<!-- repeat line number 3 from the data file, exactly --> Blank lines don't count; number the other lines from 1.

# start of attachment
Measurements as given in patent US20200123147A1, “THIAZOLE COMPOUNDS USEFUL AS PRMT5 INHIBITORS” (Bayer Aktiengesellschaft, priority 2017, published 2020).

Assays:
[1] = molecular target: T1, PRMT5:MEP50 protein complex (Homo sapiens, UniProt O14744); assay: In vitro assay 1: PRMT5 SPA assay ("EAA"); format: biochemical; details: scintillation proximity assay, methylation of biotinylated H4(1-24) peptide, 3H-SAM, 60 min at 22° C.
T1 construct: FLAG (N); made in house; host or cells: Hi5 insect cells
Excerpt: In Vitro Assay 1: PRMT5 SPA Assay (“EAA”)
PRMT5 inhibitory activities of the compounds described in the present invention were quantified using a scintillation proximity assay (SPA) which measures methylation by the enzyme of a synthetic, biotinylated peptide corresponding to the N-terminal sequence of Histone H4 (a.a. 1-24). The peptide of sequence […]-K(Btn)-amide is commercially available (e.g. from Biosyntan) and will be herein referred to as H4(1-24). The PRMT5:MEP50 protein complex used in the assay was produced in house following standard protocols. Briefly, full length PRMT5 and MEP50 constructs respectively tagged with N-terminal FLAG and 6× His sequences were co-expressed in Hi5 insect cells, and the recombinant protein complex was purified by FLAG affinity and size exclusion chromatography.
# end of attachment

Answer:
[1] = molecular target: T1, PRMT5:MEP50 protein complex (Homo sapiens, UniProt O14744); assay: In vitro assay 1: PRMT5 SPA assay ("EAA"); format: biochemical; details: scintillation proximity assay, methylation of biotinylated H4(1-24) peptide, 3H-SAM, 60 min at 22° C.